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Parashat Be-shallah: Standing at the Sea

by Charlie Schwartz | Published on February 1, 2009

A swift, strong punch to the stomach. That’s how it felt, returning to Israel after my final Wexner Institute as a Fellow. Not long after landing at Ben Gurion Airport, I found the fresh air of unabashed excite­ment surrounding President Obama’s inau­gu­ra­tion suddenly knocked out of me, replaced by a uniquely Middle Eastern scent of stag­na­tion and despair. As the unilat­eral cease­fire barely holds, the feeling here is less of improved secu­rity and more that the count­down till the next erup­tion of violence has begun once again. Even with Israel’s restored faith in the oper­a­tional capacity of the IDF, there is growing fear that the destruc­tion and loss of life in Gaza and Israel will not engender any funda­mental change. This lack of change extends to the polit­ical arena, where the well-manicured Facebook pages, Obama-esque websites and YouTube enhanced debate plat­forms of elec­tion season repre­sent the same candi­dates deliv­ering the same unin­spired, vision-less rhetoric. Yet, in spite of this, I keep returning to stories of hope from our tradi­tion and my own expe­ri­ence that serve as reminders that change is possible, that better times may be within reach.

This fall, I partic­i­pated in a tour of Bethlehem through Encounter, an orga­ni­za­tion founded by Wexner Graduate Fellowship alumnae Rabbis Melissa Weintraub and Miriam Margles that brings Jewish leaders into direct contact with the Palestinian narra­tive.  Our first stop was an elemen­tary school in an area in which I had been stationed while serving in the IDF.  I was stunned to find the guard tower in which I had lived for up to a week at a time removed, the earthen barrier that had blocked the main road into Bethlehem cleared.  Even more amazing was being welcomed as a guest into a school I had only seen through the heavy glaze of bullet proof glass.  While life in Bethlehem is still diffi­cult, seeing phys­ical barriers to normalcy removed proved to me that the situ­a­tion is not static, that progress, however small, can indeed be made.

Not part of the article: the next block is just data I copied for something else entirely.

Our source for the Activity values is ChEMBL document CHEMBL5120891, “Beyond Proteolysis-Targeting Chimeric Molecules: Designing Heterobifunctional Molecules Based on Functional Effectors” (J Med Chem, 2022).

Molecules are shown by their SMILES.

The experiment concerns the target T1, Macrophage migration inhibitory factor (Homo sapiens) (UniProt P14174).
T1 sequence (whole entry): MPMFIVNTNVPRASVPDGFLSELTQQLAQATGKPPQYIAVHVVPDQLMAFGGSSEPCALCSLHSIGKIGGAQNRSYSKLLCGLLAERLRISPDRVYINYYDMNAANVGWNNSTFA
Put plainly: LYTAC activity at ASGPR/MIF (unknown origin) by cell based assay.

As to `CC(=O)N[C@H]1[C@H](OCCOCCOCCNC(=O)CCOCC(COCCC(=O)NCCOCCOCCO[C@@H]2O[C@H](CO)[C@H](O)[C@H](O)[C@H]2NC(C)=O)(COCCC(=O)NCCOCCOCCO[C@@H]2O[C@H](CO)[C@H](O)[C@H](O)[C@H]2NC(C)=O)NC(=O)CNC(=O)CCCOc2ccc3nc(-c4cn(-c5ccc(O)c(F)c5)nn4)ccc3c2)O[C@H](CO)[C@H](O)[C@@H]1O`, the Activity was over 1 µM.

It is this possi­bility of change that perme­ates the Book of Exodus. In this week’s Torah portion, we read one of the climaxes of the Exodus story, the crossing of the Sea of Reeds. Having shed the phys­ical bonds of slavery, the Israelites arrive at the sea as Pharaoh’s army descends upon them. With seem­ingly nowhere to go, the fear and despair of the Israelites is palpable in the text. Yet God does part the sea, and as the Israelites emerge through the narrow passage they are truly reborn into freedom. The Israelite’s freedom is not utopian; rather, it encom­passes the harsh reality of the desert, the hard­ships of wandering and, ulti­mately, the gift of the Torah.

My hope is that we, Jews, Israelis, and Palestinians, are like the Israelites standing before the sea. With seem­ingly nowhere to go, the fear and despair is palpable here as well. Yet my own expe­ri­ence and the lessons of our tradi­tion teach me that we can emerge from these times into new, better real­i­ties. As President Obama quoted Dr. Martin Luther King Jr., “The arc of history is long but bends towards justice.” Let us work, hope and pray to ensure that it also bends towards peace.

This dvar torah by Encounter alumnus Charlie Schwartz was distrib­uted in the Wexner Foundation’s weekly newsletter in February 2009. Read a profile of Charlie and see more of his writ­ings in our alumni profiles section.

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